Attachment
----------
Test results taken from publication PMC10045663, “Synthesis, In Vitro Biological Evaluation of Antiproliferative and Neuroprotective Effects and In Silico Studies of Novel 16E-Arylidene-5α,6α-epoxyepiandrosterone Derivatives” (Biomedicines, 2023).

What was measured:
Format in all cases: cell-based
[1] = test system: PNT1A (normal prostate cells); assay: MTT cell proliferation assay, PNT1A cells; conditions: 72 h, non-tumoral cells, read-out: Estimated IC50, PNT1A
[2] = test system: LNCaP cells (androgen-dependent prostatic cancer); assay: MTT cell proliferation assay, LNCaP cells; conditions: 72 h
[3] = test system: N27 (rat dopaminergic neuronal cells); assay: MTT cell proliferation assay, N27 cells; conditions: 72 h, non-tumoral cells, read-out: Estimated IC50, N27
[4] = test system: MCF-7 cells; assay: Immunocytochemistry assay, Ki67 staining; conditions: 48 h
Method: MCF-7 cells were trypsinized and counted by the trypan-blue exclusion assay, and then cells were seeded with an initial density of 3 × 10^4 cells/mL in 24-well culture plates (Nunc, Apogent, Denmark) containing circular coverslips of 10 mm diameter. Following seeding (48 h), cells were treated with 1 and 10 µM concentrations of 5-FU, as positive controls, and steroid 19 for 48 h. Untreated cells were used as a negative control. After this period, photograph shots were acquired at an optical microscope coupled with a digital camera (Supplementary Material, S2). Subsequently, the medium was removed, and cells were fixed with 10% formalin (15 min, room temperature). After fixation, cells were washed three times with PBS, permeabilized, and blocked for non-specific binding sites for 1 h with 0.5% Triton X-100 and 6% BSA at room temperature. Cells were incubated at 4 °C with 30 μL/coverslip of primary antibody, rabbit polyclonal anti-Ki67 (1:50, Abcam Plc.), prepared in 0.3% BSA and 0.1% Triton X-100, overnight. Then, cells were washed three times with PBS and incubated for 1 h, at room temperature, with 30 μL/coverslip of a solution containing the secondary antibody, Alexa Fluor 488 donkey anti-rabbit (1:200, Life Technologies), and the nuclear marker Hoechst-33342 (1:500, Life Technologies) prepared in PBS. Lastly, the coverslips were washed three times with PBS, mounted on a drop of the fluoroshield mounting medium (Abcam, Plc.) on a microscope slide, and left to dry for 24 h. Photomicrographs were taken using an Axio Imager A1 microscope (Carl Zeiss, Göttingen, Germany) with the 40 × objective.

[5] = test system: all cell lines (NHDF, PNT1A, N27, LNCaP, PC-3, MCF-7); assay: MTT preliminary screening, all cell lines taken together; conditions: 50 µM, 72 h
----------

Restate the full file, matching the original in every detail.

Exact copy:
Test results taken from publication PMC10045663, “Synthesis, In Vitro Biological Evaluation of Antiproliferative and Neuroprotective Effects and In Silico Studies of Novel 16E-Arylidene-5α,6α-epoxyepiandrosterone Derivatives” (Biomedicines, 2023).

What was measured:
Format in all cases: cell-based
[1] = test system: PNT1A (normal prostate cells); assay: MTT cell proliferation assay, PNT1A cells; conditions: 72 h, non-tumoral cells, read-out: Estimated IC50, PNT1A
[2] = test system: LNCaP cells (androgen-dependent prostatic cancer); assay: MTT cell proliferation assay, LNCaP cells; conditions: 72 h
[3] = test system: N27 (rat dopaminergic neuronal cells); assay: MTT cell proliferation assay, N27 cells; conditions: 72 h, non-tumoral cells, read-out: Estimated IC50, N27
[4] = test system: MCF-7 cells; assay: Immunocytochemistry assay, Ki67 staining; conditions: 48 h
Method: MCF-7 cells were trypsinized and counted by the trypan-blue exclusion assay, and then cells were seeded with an initial density of 3 × 10^4 cells/mL in 24-well culture plates (Nunc, Apogent, Denmark) containing circular coverslips of 10 mm diameter. Following seeding (48 h), cells were treated with 1 and 10 µM concentrations of 5-FU, as positive controls, and steroid 19 for 48 h. Untreated cells were used as a negative control. After this period, photograph shots were acquired at an optical microscope coupled with a digital camera (Supplementary Material, S2). Subsequently, the medium was removed, and cells were fixed with 10% formalin (15 min, room temperature). After fixation, cells were washed three times with PBS, permeabilized, and blocked for non-specific binding sites for 1 h with 0.5% Triton X-100 and 6% BSA at room temperature. Cells were incubated at 4 °C with 30 μL/coverslip of primary antibody, rabbit polyclonal anti-Ki67 (1:50, Abcam Plc.), prepared in 0.3% BSA and 0.1% Triton X-100, overnight. Then, cells were washed three times with PBS and incubated for 1 h, at room temperature, with 30 μL/coverslip of a solution containing the secondary antibody, Alexa Fluor 488 donkey anti-rabbit (1:200, Life Technologies), and the nuclear marker Hoechst-33342 (1:500, Life Technologies) prepared in PBS. Lastly, the coverslips were washed three times with PBS, mounted on a drop of the fluoroshield mounting medium (Abcam, Plc.) on a microscope slide, and left to dry for 24 h. Photomicrographs were taken using an Axio Imager A1 microscope (Carl Zeiss, Göttingen, Germany) with the 40 × objective.

[5] = test system: all cell lines (NHDF, PNT1A, N27, LNCaP, PC-3, MCF-7); assay: MTT preliminary screening, all cell lines taken together; conditions: 50 µM, 72 h